I've gathered together a pile of Christmas issues of British comics to bring you some highlights of festive seasons past over the Advent period.
First off, one my own favourites from childhood: School Fun.
In fact, the first issue even had an Origin story, whereby the editor's son came home complaining about how rubbish school was and his dad saying he'd prove school was fun! Really! The strip in question was Junior Ed, who would get the introductory page of every issue. Here they are receiving their "Christmas mail":
After Ed, the next strip we get is Softy Sir, a character described in an encyclopaedia of British comics I remember getting out of the library when I was twelve as "the first openly gay British comics character". This is not strictly true and is fairly insultingly reductive but it does mark an interesting point in the softy/homosexual comedy stereotype.
before on the uncomfortable "gay bashing" analogies one can draw. Softy Sir is, in essence, Walter, all grown up and armed with a PGCE. The kids are revolted by his behaviour but usually end up suffering for any attempts to prank him. This issue's nature ramble, for example, ends with one child pretending to have ants in his pants
Next up we have Coronation Street school. Yep, a school featuring child versions of the cast of the then-23-year-old working-class soap opera. I'm pretty sure it was not officially endorsed by Granada Television or Tony Warren as it does not carry any apparent branding. However it is called "Coronation Street School".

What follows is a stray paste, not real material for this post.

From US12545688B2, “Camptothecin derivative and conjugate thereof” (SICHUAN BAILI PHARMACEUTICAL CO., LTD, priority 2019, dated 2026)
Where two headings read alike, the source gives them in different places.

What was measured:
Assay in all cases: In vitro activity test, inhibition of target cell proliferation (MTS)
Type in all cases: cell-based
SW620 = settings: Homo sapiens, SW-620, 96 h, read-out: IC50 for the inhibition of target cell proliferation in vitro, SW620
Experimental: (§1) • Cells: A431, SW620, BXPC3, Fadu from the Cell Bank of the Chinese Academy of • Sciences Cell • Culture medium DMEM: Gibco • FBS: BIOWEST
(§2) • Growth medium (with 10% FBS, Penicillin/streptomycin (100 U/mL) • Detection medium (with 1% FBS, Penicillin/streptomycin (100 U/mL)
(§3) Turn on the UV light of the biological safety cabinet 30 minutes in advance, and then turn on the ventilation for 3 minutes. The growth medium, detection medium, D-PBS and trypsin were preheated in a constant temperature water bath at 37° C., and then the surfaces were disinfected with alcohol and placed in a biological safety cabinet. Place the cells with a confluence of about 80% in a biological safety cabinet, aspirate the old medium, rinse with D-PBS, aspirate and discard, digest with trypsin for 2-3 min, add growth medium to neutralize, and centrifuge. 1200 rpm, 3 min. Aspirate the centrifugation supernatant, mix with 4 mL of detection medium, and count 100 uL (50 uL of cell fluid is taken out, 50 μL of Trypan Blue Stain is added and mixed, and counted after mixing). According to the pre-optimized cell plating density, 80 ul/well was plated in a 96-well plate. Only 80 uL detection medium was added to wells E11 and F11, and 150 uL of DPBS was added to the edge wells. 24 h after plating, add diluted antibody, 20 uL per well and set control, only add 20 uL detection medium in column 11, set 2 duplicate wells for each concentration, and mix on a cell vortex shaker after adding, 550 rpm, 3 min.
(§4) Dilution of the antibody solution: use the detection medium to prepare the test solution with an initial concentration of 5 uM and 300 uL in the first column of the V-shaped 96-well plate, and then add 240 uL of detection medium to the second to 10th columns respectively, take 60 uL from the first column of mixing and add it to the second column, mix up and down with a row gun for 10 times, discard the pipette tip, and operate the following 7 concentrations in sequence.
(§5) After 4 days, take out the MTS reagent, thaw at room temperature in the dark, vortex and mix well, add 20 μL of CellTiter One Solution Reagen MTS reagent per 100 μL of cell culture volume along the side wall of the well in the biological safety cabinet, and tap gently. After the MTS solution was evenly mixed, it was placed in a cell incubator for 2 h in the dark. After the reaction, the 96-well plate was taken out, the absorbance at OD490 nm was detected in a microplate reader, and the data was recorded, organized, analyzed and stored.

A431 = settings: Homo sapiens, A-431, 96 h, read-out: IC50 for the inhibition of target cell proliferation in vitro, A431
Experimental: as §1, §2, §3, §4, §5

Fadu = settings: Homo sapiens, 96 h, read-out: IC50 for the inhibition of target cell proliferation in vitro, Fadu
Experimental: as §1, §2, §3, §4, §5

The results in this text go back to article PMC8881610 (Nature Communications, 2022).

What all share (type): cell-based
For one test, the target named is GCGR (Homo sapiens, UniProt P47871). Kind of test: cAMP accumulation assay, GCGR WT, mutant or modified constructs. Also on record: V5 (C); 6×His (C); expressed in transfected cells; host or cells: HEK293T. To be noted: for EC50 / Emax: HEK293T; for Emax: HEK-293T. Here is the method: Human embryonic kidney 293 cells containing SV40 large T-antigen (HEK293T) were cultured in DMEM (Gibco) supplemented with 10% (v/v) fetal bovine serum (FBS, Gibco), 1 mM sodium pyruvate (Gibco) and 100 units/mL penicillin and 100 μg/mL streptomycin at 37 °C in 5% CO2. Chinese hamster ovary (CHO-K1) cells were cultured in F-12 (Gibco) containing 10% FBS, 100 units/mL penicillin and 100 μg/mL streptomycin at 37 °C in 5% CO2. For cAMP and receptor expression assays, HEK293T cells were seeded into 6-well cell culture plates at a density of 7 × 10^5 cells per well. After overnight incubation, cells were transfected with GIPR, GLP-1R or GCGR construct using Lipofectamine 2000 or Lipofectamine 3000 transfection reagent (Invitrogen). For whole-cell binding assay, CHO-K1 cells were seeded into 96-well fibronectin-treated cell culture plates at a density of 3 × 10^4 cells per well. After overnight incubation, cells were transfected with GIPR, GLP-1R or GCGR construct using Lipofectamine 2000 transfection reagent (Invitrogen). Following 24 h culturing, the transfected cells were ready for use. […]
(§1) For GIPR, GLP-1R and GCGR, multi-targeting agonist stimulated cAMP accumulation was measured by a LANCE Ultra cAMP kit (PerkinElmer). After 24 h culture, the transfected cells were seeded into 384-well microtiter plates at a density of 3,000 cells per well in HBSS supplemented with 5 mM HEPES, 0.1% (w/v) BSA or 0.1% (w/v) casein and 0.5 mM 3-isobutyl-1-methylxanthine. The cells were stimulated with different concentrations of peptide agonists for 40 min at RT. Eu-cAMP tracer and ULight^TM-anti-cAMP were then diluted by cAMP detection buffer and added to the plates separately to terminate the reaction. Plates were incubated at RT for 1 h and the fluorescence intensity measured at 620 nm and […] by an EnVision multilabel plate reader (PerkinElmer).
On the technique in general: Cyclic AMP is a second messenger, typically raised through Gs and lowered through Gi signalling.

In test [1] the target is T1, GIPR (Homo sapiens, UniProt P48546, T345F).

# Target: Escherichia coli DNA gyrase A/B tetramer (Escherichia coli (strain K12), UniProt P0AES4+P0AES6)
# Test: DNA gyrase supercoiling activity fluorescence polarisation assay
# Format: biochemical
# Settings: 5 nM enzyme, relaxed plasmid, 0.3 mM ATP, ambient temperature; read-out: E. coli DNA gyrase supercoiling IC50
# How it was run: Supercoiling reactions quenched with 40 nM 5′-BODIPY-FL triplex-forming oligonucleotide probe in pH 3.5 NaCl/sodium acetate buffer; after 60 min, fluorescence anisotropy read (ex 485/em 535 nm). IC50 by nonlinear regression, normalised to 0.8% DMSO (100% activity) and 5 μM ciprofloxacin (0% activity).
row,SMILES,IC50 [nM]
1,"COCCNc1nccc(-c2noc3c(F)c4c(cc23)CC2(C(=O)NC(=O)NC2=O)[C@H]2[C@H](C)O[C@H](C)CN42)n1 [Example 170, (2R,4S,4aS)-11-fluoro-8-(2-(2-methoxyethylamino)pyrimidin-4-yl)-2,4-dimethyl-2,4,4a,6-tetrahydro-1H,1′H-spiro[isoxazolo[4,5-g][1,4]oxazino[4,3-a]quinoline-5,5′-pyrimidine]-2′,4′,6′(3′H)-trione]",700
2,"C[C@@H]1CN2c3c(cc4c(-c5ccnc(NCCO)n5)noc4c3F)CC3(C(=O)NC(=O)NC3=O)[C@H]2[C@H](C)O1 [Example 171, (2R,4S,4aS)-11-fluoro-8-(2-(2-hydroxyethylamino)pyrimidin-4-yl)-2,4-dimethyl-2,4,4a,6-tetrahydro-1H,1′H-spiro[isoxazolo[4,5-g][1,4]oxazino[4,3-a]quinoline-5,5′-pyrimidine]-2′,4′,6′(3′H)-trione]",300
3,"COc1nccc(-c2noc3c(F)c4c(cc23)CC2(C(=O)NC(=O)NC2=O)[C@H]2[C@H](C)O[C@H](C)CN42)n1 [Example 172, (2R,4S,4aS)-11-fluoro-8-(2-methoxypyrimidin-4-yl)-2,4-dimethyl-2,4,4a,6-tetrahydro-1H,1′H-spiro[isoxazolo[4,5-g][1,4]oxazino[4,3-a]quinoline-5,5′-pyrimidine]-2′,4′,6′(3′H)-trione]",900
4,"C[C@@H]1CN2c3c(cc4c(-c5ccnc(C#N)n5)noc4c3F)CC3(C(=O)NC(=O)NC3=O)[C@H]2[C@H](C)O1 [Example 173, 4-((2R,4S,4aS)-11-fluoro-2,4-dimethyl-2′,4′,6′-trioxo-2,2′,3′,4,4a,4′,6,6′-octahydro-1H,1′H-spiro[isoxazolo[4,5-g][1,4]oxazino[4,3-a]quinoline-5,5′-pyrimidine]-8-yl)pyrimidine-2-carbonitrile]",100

Now there are many areas of pop culture of which I have an unnecessarily deep knowledge (I surprise myself with how well I know Smurfs or Babylon 5 or whatever) but we were not a soap family in my house so I did not know who these characters were at the time. Of course, now I have an unnecessarily deep knowledge of the entire history of Coronation Street. However in this case I was originally paid to research it.
So I now know this panel features Bett and Deidre:
The centre pages have the only full-colour strip: E.T.T.: Extra Terrestrial Teacher (remember, it's 1983). With more art by David Mostyn it's one of the highlights of the comic.
And, travelling further back in time, we have a strip about a British school trip captured in Germany in 1939 and kept in a POW camp impressively called Schoolditz. For real.
I shall leave you, as I wish I could every time, with an inexplicable picture of Keith Chegwin.